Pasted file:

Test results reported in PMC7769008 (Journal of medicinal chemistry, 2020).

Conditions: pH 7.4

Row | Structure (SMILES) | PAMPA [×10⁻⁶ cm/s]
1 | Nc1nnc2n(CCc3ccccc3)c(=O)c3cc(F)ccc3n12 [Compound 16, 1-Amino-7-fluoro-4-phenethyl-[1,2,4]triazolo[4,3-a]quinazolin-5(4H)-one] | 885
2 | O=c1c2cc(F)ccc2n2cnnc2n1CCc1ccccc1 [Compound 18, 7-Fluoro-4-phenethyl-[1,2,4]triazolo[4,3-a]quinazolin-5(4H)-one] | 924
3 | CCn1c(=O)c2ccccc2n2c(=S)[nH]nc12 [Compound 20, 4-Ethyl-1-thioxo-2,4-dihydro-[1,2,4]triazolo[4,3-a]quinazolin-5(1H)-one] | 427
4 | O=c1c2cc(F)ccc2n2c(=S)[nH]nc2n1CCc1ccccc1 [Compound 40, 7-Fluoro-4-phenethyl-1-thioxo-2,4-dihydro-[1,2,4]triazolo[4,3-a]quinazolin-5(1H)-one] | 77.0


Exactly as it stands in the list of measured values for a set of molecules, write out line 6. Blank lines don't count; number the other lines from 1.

3 | CCn1c(=O)c2ccccc2n2c(=S)[nH]nc12 [Compound 20, 4-Ethyl-1-thioxo-2,4-dihydro-[1,2,4]triazolo[4,3-a]quinazolin-5(1H)-one] | 427